The wing must be shaped in a foil design so that it produces lots of lift and less drag. There are many different shapes of wings, and foil designs all serving different purposes. The most commonly used foil design is a wing with a flat bottom and the top must be curved upward more drastically towards the front and sloping down to a point towards the end (a diagram of a foil design is shown in page 10). Drag Another important aspect of flight is the opposite of forward motion called drag. Drag can be seen in almost everyday life.

An example of drag would be swimming in a pool. As you dive in the water the water must displace around you therefore causing two kinds of friction and slowing you down. The two types of drag friction that aircraft deal with are pressure drag and skin friction drag. An example of pressure drag is the air that hits the frontal part of the wing, or the most forward flat part of the wing and causes the plane to slow down. An example of skin friction is the actual air moving over the wing and being slowed down by the skin of the wing.

There are a few other types of drag called induced drag. Induced drag basically means that drag caused by lift. Since the plane moves upward during lift the plane also has to displace air above the wing. Another type of induced drag is the drag caused by the wing tips. As the aircraft lifts off the ground air wants to move onto the top of the wing rather than stay on the bottom (equalize pressure).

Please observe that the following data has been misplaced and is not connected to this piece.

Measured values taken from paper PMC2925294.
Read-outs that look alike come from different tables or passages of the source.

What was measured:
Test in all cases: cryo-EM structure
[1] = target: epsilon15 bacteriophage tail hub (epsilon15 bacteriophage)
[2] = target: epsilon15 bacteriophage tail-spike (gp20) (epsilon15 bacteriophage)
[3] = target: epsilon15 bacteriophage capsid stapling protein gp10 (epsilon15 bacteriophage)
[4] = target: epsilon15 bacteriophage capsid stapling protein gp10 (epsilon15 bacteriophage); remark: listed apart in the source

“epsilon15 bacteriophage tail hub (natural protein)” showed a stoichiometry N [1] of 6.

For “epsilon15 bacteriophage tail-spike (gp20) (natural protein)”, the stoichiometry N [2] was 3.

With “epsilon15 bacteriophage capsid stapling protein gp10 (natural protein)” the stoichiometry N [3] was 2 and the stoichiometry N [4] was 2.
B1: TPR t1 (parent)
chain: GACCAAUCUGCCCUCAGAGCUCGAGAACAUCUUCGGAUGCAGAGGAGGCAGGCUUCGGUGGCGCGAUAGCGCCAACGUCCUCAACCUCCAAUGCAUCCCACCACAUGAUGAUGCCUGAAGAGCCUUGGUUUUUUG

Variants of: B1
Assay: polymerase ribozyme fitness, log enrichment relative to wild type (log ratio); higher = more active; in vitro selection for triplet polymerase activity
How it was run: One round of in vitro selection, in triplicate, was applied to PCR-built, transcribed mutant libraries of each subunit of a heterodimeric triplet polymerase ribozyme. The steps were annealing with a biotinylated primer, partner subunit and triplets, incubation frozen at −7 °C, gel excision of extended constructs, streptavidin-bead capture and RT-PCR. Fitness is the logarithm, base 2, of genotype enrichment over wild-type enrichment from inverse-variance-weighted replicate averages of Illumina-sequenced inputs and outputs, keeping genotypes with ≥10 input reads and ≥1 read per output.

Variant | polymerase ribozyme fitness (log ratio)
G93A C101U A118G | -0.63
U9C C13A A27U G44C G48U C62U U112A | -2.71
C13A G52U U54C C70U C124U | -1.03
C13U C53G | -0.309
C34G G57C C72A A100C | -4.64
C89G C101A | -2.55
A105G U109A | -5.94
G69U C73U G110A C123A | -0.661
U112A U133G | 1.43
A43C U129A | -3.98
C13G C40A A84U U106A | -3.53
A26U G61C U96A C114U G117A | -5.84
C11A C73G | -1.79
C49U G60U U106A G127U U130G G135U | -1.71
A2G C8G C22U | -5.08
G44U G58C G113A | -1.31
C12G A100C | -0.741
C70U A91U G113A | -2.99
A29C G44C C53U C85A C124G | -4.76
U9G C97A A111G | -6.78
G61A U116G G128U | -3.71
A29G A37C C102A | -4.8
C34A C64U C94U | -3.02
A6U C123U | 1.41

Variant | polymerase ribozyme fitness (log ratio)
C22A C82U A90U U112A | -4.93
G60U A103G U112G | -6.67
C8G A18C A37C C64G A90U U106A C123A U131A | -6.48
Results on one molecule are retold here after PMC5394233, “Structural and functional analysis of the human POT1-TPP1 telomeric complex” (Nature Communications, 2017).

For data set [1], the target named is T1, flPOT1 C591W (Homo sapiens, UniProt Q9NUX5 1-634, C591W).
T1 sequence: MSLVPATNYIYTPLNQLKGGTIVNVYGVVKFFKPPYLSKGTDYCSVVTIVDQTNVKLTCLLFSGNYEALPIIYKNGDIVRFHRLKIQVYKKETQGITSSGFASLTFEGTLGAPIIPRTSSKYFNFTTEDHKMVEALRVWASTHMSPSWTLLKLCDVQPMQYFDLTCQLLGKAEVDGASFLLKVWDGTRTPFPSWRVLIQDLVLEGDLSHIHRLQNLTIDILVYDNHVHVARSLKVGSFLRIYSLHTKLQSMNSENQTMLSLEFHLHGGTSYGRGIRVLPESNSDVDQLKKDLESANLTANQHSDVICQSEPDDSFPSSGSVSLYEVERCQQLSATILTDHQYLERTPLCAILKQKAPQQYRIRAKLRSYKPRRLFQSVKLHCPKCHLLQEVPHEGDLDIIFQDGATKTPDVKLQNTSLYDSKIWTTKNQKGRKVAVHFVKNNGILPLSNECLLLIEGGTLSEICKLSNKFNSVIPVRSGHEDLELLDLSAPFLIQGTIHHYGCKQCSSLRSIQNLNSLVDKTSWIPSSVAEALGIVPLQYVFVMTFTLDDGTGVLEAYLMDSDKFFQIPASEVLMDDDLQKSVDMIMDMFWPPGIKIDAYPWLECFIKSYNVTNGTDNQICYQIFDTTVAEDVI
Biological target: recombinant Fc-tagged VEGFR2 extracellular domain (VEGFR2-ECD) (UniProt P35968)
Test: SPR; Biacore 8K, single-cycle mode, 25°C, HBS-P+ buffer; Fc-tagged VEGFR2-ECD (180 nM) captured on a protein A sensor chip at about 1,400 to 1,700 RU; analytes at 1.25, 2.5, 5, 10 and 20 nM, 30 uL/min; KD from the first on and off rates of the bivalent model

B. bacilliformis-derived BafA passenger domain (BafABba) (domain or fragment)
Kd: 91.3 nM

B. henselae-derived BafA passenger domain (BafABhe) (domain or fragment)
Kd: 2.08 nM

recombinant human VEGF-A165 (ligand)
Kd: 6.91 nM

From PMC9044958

The wing tips actually allow the air on the bottom of the wing to travel to the top in a sideward motion or around the wing tip. When this happens the air from the bottom of the wing pushes down on the wing forcing the airplane to want to go down. “The only way to eliminate wing tip drag is to have a wing of infinite size, which is impossible because lift would not be effective (Smith 77).” All of the different kinds of drag play a great role in the designing of the aircraft, and its efficiency. Drag has its biggest effect on the fuselage, or the body of the aircraft because of its large size. Since all types of aircraft have mass it is impossible to eliminate all drag; therefore aircraft must be designed to use drag to their advantage, or be efficient enough that lift over powers drag. Thrust Another extremely important element in flight is thrust.

For flight to ever occur there must be some kind of initial force to forc …